The title is correct…. well somewhat. Sure, ideally it is preferred to use the largest muscle group in our bodies (the legs) and have all the factors for a good lift:
- Stable Base of Support
- The load close to their centre of gravity
- Coordinated movements
The reality is though, its not always practical and often this lift is completed incorrectly actually increasing your risk of injury!
How so you ask? Well during a conventional lift we are taught to ‘brace the abdominals to protect the spine’ which causes many individuals to hold their breath, in doing so they are initiating an isometric contraction of the superficial core and postural musculature, in particular, the abdominals and spinal extensors. Let’s just call it bracing incorrectly.
With these muscles held in a static contraction, we are reducing the contractility of the muscles and therefore reducing the body’s ability to produce adequate muscular force required to complete a safe lift.
We often also find in this scenario that the intrinsic muscles which support the spine become underactive as the superficial muscles are over-bracing, leading to a weakened support system, helping to explain why most lower back injuries occur when individuals are caught off-guard, or when the superficial musculature becomes fatigued from highly repetitive tasks.
Alixe Luckins, Senior Exercise Physiologist states that:
With the body in a stiff ‘upright posture’ as taught in a conventional lift, the abdominals and the spinal extensors are opposing each other in an attempt to maintain this posture throughout the lift and ‘protect the spine’, rather than assisting with the lift itself. The most common misconception is that this is the safest way for us to lift, but this is not necessarily the case.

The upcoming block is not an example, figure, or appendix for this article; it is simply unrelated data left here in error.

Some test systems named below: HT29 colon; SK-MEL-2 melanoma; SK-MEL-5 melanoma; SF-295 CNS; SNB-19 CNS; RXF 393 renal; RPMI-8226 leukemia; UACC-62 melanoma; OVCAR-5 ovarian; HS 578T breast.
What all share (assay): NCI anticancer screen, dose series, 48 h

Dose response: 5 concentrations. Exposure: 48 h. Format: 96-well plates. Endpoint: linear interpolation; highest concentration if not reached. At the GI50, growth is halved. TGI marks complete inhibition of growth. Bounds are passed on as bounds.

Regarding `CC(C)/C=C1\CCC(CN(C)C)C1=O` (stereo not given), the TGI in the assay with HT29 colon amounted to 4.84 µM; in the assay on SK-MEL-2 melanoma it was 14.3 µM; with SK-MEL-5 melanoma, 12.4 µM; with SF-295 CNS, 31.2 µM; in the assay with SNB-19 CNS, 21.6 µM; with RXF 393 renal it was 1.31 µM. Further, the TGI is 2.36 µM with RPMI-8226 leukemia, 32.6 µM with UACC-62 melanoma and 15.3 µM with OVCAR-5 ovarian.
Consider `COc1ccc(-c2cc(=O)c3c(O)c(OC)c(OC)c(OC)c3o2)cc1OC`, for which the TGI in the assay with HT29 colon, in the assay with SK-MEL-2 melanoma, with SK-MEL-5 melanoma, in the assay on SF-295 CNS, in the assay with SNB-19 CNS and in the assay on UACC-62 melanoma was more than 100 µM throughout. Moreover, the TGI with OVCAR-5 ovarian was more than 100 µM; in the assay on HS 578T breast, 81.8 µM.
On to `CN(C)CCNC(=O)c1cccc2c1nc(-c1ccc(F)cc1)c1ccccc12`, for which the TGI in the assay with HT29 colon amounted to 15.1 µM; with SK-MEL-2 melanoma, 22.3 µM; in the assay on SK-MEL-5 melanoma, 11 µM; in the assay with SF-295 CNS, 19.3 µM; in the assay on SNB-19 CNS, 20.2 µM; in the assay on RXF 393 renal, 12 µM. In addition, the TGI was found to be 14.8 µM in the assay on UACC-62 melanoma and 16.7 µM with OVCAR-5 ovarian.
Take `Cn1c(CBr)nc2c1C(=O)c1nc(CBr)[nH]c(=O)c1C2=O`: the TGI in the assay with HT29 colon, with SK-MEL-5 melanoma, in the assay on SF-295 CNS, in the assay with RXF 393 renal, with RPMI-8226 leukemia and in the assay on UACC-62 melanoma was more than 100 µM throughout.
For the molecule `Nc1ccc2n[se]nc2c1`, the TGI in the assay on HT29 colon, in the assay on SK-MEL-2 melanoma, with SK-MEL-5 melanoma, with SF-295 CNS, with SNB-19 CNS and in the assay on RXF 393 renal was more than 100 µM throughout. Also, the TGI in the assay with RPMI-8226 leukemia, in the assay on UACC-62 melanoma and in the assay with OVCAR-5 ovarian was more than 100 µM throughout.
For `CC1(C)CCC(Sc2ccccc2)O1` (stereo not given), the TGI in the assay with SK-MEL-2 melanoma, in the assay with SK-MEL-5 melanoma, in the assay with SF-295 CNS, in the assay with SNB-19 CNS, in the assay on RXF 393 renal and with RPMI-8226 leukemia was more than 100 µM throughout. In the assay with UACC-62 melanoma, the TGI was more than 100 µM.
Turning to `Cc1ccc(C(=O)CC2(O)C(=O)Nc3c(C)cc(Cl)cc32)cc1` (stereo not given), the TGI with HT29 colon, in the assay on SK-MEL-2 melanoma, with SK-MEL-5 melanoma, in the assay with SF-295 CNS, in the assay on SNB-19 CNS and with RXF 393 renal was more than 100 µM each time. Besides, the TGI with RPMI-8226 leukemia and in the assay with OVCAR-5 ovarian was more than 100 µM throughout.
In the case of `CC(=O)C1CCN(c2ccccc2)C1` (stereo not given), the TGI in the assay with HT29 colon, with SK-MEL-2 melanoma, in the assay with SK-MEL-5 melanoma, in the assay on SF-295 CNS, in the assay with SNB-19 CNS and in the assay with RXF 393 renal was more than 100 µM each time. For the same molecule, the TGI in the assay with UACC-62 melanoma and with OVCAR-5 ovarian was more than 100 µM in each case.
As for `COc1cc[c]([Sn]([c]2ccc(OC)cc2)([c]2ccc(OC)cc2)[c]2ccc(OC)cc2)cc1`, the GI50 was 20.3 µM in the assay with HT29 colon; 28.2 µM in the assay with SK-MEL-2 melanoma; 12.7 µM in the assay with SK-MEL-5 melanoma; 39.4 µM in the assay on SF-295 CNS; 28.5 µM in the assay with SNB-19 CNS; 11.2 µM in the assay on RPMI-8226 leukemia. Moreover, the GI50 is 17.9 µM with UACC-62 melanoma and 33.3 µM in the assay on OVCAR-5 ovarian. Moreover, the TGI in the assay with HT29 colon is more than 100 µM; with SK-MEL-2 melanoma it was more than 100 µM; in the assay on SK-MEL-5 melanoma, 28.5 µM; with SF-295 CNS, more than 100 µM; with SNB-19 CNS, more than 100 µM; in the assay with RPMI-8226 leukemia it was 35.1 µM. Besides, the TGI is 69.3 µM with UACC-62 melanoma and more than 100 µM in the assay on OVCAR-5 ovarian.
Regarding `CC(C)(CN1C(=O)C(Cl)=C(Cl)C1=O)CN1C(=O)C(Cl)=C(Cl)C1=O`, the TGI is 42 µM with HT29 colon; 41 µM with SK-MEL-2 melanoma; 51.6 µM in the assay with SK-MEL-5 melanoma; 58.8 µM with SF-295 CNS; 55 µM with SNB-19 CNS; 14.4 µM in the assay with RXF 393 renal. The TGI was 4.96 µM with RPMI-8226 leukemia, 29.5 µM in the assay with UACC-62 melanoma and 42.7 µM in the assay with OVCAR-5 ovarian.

At Absolute Balance our team of Accredited Exercise Physiologists are often faced with challenging injuries and have adapted research to assist our clients with not only injury rehabilitation but also injury prevention which is why we used design thinking and latest research to create Neural Fx.
“Neural Fx , an adaptation of dynamic neuromuscular stabilisation is based around five key interacting principles: Respiration, core stabilisation, quality of support, body movement awareness, and joint segment centration”.
The five principles combine to address proper breathing patterns, synergistic movement patterns of the trunk and extremities, and proper joint interplay during tasks. At its foundation we break movement patterns down to prevent stronger, tighter or fired-up muscle groups from fighting the functional movement patterns of attached and opposing muscle groups when performing a movement which is what usually causes injury!
If we implement the techniques taught in the Neural Fx programme, we are able to re-train the body and the CNS to support the spine during any style of lift. By implementing these particular techniques the spine becomes better supported during a lift, leaving the superficial muscle groups free to assist with lifting the load, enabling the body to become more efficient and reducing the risk of injury.
Ryan O’Connor (B.Sc. – Sports, Grad Dip. OH&S)
Director – Accredited Exercise Physiologist (AEP) (ESSAM)